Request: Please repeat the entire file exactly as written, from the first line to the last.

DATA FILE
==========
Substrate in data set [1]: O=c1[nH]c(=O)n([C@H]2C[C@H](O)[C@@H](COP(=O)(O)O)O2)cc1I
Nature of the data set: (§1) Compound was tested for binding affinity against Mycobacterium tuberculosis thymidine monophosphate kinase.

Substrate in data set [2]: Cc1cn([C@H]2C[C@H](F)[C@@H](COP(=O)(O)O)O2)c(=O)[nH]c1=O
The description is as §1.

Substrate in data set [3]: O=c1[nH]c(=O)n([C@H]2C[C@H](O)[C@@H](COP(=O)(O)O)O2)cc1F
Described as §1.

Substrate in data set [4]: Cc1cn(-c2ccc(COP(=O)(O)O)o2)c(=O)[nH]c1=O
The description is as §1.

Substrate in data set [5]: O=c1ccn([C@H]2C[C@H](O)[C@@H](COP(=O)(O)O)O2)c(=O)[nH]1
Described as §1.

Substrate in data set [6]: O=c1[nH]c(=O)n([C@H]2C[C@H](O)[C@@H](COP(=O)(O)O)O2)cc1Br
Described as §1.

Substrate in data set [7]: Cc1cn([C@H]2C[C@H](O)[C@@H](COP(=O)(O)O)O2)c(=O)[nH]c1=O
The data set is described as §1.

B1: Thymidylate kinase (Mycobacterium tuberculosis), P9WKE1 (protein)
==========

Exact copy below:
Substrate in data set [1]: O=c1[nH]c(=O)n([C@H]2C[C@H](O)[C@@H](COP(=O)(O)O)O2)cc1I
Nature of the data set: (§1) Compound was tested for binding affinity against Mycobacterium tuberculosis thymidine monophosphate kinase.

Substrate in data set [2]: Cc1cn([C@H]2C[C@H](F)[C@@H](COP(=O)(O)O)O2)c(=O)[nH]c1=O
The description is as §1.

Substrate in data set [3]: O=c1[nH]c(=O)n([C@H]2C[C@H](O)[C@@H](COP(=O)(O)O)O2)cc1F
Described as §1.

Substrate in data set [4]: Cc1cn(-c2ccc(COP(=O)(O)O)o2)c(=O)[nH]c1=O
The description is as §1.

Substrate in data set [5]: O=c1ccn([C@H]2C[C@H](O)[C@@H](COP(=O)(O)O)O2)c(=O)[nH]1
Described as §1.

Substrate in data set [6]: O=c1[nH]c(=O)n([C@H]2C[C@H](O)[C@@H](COP(=O)(O)O)O2)cc1Br
Described as §1.

Substrate in data set [7]: Cc1cn([C@H]2C[C@H](O)[C@@H](COP(=O)(O)O)O2)c(=O)[nH]c1=O
The data set is described as §1.

B1: Thymidylate kinase (Mycobacterium tuberculosis), P9WKE1 (protein)